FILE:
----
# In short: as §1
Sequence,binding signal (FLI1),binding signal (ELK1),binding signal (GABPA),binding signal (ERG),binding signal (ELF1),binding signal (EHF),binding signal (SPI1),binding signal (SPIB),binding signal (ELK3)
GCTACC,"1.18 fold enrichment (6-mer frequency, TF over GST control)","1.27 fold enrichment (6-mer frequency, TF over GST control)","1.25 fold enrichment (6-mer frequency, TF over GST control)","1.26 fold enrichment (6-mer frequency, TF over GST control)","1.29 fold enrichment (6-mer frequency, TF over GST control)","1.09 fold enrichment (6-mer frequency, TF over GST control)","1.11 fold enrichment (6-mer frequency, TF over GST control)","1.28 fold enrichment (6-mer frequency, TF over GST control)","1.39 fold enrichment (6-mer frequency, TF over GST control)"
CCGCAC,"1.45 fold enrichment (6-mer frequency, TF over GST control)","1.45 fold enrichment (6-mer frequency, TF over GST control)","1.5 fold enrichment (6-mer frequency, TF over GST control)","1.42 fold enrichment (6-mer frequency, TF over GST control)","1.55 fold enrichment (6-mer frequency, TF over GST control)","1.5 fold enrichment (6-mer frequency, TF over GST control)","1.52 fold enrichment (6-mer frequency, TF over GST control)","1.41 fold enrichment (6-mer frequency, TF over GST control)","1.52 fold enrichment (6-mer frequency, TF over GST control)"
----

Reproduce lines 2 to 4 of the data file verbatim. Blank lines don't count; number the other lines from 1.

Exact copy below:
Sequence,binding signal (FLI1),binding signal (ELK1),binding signal (GABPA),binding signal (ERG),binding signal (ELF1),binding signal (EHF),binding signal (SPI1),binding signal (SPIB),binding signal (ELK3)
GCTACC,"1.18 fold enrichment (6-mer frequency, TF over GST control)","1.27 fold enrichment (6-mer frequency, TF over GST control)","1.25 fold enrichment (6-mer frequency, TF over GST control)","1.26 fold enrichment (6-mer frequency, TF over GST control)","1.29 fold enrichment (6-mer frequency, TF over GST control)","1.09 fold enrichment (6-mer frequency, TF over GST control)","1.11 fold enrichment (6-mer frequency, TF over GST control)","1.28 fold enrichment (6-mer frequency, TF over GST control)","1.39 fold enrichment (6-mer frequency, TF over GST control)"
CCGCAC,"1.45 fold enrichment (6-mer frequency, TF over GST control)","1.45 fold enrichment (6-mer frequency, TF over GST control)","1.5 fold enrichment (6-mer frequency, TF over GST control)","1.42 fold enrichment (6-mer frequency, TF over GST control)","1.55 fold enrichment (6-mer frequency, TF over GST control)","1.5 fold enrichment (6-mer frequency, TF over GST control)","1.52 fold enrichment (6-mer frequency, TF over GST control)","1.41 fold enrichment (6-mer frequency, TF over GST control)","1.52 fold enrichment (6-mer frequency, TF over GST control)"